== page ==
US CFOs anticipate income, wages and employment ranges to rise in 2021

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US CFOs expect revenue, wages and employment levels to rise in 2021

U.S. corporate finance chiefs are optimistic that the country’s economy as a whole – and their companies in particular – will recover in 2021 despite concerns over possible tax rate changes and higher labor costs.

According to a survey by Duke University’s Fuqua School of Business and the Federal Reserve Banks in Richmond and Atlanta, finance chiefs expect their companies’ revenues to grow an average of 6.9% over the next year, after a 2020 projected increase of 0, 3%. According to a survey of around 300 CFOs, wages, prices and employment levels are also expected to rise.

“CFOs are seeing the cloud of the pandemic,” said John Graham, a professor of finance at Duke University who oversaw the survey, due to be held Tuesday. “Some of the growth we’ll see next year will come from the low 2020 base.”

The U.S. economy grew strongly in the third quarter, up 7.4% from the previous quarter and recovering about two-thirds of the soil it had previously lost in the pandemic. However, recent indicators point to a new slowdown in retail spending and economic activity, accompanied by spikes in coronavirus infections, hospital stays, and death rates.

Congress on Monday approved a $ 900 billion relief to households and businesses hit by the coronavirus pandemic and passed an emergency measure to help lead the country through a difficult winter and into a new year.

Tuesday’s poll results are in line with a recent survey by the American Institute of Certified Public Accountants that found 37% of respondents expect the US economy to improve in the next 12 months. Forty-nine percent believe their companies’ financial performance will continue to grow during this time, AICPA said.

Much will depend on the pace of vaccination against Covid-19 after two vaccines were approved in the US in the past few weeks. Delays in vaccination efforts could dampen economic growth, Graham said. “If the vaccine contains a snafu it would be another risk,” he said. “She [finance chiefs] assume that we will make progress with the vaccine. “

Nearly 70% of North American CFOs said in a recent survey by accounting and advisory firm Deloitte that they expect a vaccine to prop up the economy by mid-2021. Deloitte is a sponsor of the CFO Journal.

The Duke poll’s chief financial officers said they were concerned about possible rule changes related to taxes and regulation. President-elect Joe Biden has proposed raising the corporate tax rate from today’s 21% to 28%, along with other measures such as an alternative minimum tax of 15% on companies making profits of $ 100 million or more and higher tax rates on income from foreign subsidiaries of US companies.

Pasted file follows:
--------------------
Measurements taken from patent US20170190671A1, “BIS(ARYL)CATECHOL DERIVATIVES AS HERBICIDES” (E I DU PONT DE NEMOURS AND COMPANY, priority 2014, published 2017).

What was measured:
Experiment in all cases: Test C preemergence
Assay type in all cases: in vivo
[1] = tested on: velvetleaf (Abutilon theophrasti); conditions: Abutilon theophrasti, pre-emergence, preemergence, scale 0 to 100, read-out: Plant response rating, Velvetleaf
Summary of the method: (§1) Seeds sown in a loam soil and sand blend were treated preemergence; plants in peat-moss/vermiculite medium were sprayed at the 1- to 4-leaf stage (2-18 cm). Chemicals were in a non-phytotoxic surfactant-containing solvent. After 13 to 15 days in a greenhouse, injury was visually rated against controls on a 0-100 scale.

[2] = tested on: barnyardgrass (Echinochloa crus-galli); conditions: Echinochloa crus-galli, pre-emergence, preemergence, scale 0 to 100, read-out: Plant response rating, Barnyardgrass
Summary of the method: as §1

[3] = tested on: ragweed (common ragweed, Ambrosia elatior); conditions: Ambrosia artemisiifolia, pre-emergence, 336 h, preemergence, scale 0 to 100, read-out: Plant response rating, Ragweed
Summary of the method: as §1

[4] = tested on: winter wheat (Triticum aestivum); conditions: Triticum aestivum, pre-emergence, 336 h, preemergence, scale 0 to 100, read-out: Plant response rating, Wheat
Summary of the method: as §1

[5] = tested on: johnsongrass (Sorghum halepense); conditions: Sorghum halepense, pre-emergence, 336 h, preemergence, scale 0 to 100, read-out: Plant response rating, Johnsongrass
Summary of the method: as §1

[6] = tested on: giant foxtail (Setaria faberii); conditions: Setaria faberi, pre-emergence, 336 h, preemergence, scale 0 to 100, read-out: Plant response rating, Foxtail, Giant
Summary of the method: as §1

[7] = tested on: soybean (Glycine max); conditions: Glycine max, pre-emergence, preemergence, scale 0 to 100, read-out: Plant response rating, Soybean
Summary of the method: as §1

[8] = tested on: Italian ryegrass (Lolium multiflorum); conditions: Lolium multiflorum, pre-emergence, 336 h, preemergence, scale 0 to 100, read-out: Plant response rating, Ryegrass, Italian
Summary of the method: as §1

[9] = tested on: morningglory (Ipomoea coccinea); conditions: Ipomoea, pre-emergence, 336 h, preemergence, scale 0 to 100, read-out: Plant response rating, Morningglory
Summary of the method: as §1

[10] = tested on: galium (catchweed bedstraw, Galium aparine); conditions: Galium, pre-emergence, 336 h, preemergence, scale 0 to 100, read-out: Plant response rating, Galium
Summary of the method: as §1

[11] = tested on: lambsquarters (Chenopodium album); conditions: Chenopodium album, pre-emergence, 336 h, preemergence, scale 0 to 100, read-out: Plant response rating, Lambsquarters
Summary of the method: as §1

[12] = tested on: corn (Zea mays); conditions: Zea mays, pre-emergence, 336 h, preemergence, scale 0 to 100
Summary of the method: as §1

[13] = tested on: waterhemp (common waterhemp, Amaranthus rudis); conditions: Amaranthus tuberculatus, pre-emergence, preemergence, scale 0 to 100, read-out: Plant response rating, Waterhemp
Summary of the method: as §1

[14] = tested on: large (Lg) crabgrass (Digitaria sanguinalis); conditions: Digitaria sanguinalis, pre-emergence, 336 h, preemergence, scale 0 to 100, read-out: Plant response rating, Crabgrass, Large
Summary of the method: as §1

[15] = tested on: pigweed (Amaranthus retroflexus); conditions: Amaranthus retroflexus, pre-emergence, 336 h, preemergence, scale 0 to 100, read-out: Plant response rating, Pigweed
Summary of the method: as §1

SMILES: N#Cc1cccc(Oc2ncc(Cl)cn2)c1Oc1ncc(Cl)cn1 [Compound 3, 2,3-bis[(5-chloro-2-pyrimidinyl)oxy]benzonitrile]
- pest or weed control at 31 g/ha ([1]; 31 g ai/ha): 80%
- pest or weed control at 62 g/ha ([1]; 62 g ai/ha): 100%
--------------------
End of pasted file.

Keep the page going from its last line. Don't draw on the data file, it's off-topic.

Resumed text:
Mr. Biden has also proposed a 10% tax penalty for companies moving their business overseas and a 10% tax credit for companies creating new jobs in the US

“We need to monitor possible changes in tax law,” said Philip D. Fracassa, Timken’s chief financial officer Co.

, a North Canton, Ohio based manufacturer of transmissions, belts, and chains. “I hope I can work on handling a recovery,” Fracassa said, adding that the pandemic has resulted in a significant decline for Timken’s customers.

The political climate in the US is another concern for CFOs, while trading, which was a major concern around this time last year, did not make it onto the list of major pain points for chief financial officers, Graham said. However, executives cited supply chain issues as one area of ​​potential concern.

Other concerns that finance chiefs had earlier in the year, such as access to cash and liquidity, appear to be easing, according to Duke’s survey. Almost three-quarters of the companies surveyed said they hadn’t applied for a new loan in the current quarter, compared with around 50% in the second quarter.

Nearly 60% of the companies surveyed said that due to the coronavirus pandemic, they automated part of their business or operations, accelerating a pre-existing trend, Graham said.

Large companies in particular are increasing spending to replace the low-skilled with technology, while smaller companies often lack the budget to do so, he said. “When you’re a small business, it’s harder to move people,” said Mr Graham.

Write to Nina Trentmann at Nina.Trentmann@wsj.com

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